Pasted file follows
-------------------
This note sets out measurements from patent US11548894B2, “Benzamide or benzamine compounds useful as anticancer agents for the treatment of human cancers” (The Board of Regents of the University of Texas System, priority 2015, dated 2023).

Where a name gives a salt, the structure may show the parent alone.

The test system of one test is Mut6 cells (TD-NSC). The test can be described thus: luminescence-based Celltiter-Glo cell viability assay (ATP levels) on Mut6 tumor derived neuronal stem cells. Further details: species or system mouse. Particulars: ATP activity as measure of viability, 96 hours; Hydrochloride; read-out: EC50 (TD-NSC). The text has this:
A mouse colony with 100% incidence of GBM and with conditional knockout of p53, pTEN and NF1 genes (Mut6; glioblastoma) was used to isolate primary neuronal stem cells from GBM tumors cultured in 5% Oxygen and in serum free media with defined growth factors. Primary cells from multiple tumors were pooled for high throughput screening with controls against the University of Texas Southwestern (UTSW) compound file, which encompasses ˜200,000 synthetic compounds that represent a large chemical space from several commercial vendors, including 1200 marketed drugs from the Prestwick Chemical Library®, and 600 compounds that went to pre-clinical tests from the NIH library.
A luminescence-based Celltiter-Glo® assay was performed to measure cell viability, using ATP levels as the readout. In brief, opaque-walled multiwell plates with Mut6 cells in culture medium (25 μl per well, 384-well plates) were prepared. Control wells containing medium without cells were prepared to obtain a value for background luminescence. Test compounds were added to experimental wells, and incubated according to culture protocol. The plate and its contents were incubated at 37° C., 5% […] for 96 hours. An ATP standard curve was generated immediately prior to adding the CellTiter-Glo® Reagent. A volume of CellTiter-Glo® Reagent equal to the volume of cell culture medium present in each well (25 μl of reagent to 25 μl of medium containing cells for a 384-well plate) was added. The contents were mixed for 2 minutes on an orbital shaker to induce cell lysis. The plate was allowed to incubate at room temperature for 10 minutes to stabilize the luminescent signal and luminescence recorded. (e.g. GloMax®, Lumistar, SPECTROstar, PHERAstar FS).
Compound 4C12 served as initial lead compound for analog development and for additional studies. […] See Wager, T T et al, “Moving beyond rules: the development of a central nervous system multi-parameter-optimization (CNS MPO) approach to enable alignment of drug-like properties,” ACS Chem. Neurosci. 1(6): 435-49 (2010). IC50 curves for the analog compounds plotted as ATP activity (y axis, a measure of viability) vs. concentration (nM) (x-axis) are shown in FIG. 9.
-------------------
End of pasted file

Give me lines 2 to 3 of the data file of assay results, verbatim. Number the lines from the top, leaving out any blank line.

Where a name gives a salt, the structure may show the parent alone.

The test system of one test is Mut6 cells (TD-NSC). The test can be described thus: luminescence-based Celltiter-Glo cell viability assay (ATP levels) on Mut6 tumor derived neuronal stem cells. Further details: species or system mouse. Particulars: ATP activity as measure of viability, 96 hours; Hydrochloride; read-out: EC50 (TD-NSC). The text has this: